Through the Eyes of a Funeral Director

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A few weeks ago, friend and colleague, Lynda Cheldelin Fell, and co-author Brian Van Heck published their book, “Real Life Diaries: Through the Eyes of a Funeral Director.” It was particularly special because Lynda had asked me to contribute a chapter describing how I became a funeral director. She gave me the chance to share our Callaway-Jones story of family being in Texas for over 100 years.

Other funeral directors who contributed are from Kenosha, Wisconsin; Havre, Montana; Jeffersonville, Indiana; Rogers, Arkansas; Buckley, Washington; Maryville, Tennessee. We are a smaller community compared to capital cities, true, but just like these other cities, we represent “Everytown, USA.” We’re pacesetters!

When I read that Lynda described me as “progressive” in our industry, that made me smile. I’m the fifth generation of our family business. Though I always want to preserve the best of the old traditions, I want to assure we grow with changing times to meet families’ ever-changing needs.

As the authors targeted funeral professionals and those considering a career in our field, they describe our work “a calling; by laying loved ones to rest, they offer the living the first steps toward healing.”

Our business is one for those who “purposely choose a career around caregiving.” We seek to do exactly that, for those who come to us early to plan together for their future need and others who come because someone they love has died. And, just like you do, we bid our family members goodbye.

Many of you who attended Nelda Green’s visitation here and service at First Presbyterian Church in Bryan were so kind about how we handled her arrangements. Nelda was not only a respected, beloved community member but she’s also part of our immediate family, Chelsea’s great-aunt. We grieved our own loss, and yet, simultaneously you saw how we celebrate life and legacy where we live and work.

I wanted to share a few excerpts from the Fell and Van Heck book, as they represent the voices of other funeral directors who work in other states but whose ownership is private, family-owned as opposed to large corporations operating under the old family names in familiar neighborhoods.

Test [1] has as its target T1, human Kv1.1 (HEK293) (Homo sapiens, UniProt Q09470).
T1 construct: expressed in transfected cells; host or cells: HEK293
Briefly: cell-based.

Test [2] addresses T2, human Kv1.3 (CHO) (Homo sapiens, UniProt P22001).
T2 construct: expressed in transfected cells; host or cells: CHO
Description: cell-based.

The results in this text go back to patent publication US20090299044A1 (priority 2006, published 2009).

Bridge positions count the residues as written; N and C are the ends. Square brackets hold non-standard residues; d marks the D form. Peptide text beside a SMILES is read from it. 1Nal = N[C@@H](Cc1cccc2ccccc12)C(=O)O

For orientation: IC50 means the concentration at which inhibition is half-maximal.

“Please don’t think that the emotional trauma families go through does not affect us. On the contrary, it affects us significantly. We feel a portion of their pains, and try to ease it. In small towns, we often care for those we knew, and because of that, experience loss as well. Through it all, we remain strong and steady for the families, because that is what they need at that time.”

Although it is a feeling that resonates with me so strongly, these are the words of Karen Jelly, a funeral director and mortician in Havre, Montana. Their population is about 10,000 people and our community is ten times larger and yet, so many of us all seem to know each other.

There’s an interview with a 36-year-old funeral director named Jason Engler in Rogers, Arkansas, population about 65,000. He shared that his interest in becoming a funeral director came to him when he was 12 years old. At age 16, he began working at a funeral home near Seguin, Texas, and says, “My interest has always been in taking care of families. I find it very rewarding to be able to help those who are facing grief, so they may look back on the experience and, hopefully, have a positive memory of the event.”

Another interview is with Jennifer Parks, the General Manager and Funeral Arrangement Counselor of McDermott-Crockett & Associates. They’re a firm established 108 years ago in Santa Barbara, California, with a population of 91,930, close to ours in Bryan and that in College Station. How Jennifer came to know she was exactly where she was supposed to be was when she came to care for a family who’d lost their 12-hour-old infant from a rare complication of pregnancy.

She said, “It was in the preparation of the baby’s body, and the care of his mom and dad, when I learned I was destined for this work. In those first moments of assisting the family on this very personal journey of overwhelming love and unspeakable loss, I knew this was my calling.”

Coincidentally, Jennifer had been more on the business side of her funeral home’s operations but is now also a certified funeral celebrant who completed her celebrant training two years ago, in the same class with our own certified celebrant, Dawn Lee Wakefield.

Taking care of families, a calling to care for and about families, helping those who are facing grief—these are the things we do every day. Whether in smaller towns or large, those of us whose family stands ready to help your family have much in common. We’re members of the National Funeral Directors Association. Our name is our reputation, as we are known by what we do just as much as who we are. And, our mission is to care for you just as we would a part of our family, just as we did last week with a member of our own family.

We have experience to offer you, we have services to provide you, and we have the very best team on our staff to care for your needs. Thank you for entrusting your needs to our care. We will never take you for granted, nor take advantage of you, and that’s our ongoing commitment to you, from our family.

Cody D Jones ’02
Owner and Community Member

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